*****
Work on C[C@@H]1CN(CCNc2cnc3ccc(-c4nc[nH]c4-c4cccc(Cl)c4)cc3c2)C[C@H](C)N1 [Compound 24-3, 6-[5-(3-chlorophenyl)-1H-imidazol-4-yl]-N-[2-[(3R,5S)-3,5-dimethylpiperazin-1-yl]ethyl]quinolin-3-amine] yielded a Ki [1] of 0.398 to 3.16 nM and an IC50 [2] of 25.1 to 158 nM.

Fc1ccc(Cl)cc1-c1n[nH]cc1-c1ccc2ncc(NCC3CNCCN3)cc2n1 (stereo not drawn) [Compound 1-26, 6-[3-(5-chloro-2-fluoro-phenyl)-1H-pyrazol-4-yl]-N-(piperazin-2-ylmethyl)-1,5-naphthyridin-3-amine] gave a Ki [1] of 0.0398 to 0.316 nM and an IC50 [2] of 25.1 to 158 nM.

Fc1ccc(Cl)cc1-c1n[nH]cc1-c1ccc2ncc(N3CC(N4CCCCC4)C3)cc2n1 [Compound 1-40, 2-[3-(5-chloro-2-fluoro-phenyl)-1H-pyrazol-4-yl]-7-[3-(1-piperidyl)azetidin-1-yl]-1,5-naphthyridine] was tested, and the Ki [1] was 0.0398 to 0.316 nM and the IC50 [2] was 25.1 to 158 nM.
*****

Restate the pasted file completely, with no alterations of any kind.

Work on C[C@@H]1CN(CCNc2cnc3ccc(-c4nc[nH]c4-c4cccc(Cl)c4)cc3c2)C[C@H](C)N1 [Compound 24-3, 6-[5-(3-chlorophenyl)-1H-imidazol-4-yl]-N-[2-[(3R,5S)-3,5-dimethylpiperazin-1-yl]ethyl]quinolin-3-amine] yielded a Ki [1] of 0.398 to 3.16 nM and an IC50 [2] of 25.1 to 158 nM.

Fc1ccc(Cl)cc1-c1n[nH]cc1-c1ccc2ncc(NCC3CNCCN3)cc2n1 (stereo not drawn) [Compound 1-26, 6-[3-(5-chloro-2-fluoro-phenyl)-1H-pyrazol-4-yl]-N-(piperazin-2-ylmethyl)-1,5-naphthyridin-3-amine] gave a Ki [1] of 0.0398 to 0.316 nM and an IC50 [2] of 25.1 to 158 nM.

Fc1ccc(Cl)cc1-c1n[nH]cc1-c1ccc2ncc(N3CC(N4CCCCC4)C3)cc2n1 [Compound 1-40, 2-[3-(5-chloro-2-fluoro-phenyl)-1H-pyrazol-4-yl]-7-[3-(1-piperidyl)azetidin-1-yl]-1,5-naphthyridine] was tested, and the Ki [1] was 0.0398 to 0.316 nM and the IC50 [2] was 25.1 to 158 nM.